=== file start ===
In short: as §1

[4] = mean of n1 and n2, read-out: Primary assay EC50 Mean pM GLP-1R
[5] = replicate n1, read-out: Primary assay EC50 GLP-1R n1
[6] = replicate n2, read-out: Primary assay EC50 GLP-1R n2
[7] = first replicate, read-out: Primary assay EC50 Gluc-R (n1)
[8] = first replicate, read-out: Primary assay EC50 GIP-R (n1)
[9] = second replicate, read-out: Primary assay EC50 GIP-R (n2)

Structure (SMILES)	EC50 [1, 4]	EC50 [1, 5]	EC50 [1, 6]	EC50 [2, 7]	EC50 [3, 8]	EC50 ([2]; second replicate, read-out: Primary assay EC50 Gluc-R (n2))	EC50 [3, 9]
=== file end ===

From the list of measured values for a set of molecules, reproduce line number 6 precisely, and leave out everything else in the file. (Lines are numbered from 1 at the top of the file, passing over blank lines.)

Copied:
[8] = first replicate, read-out: Primary assay EC50 GIP-R (n1)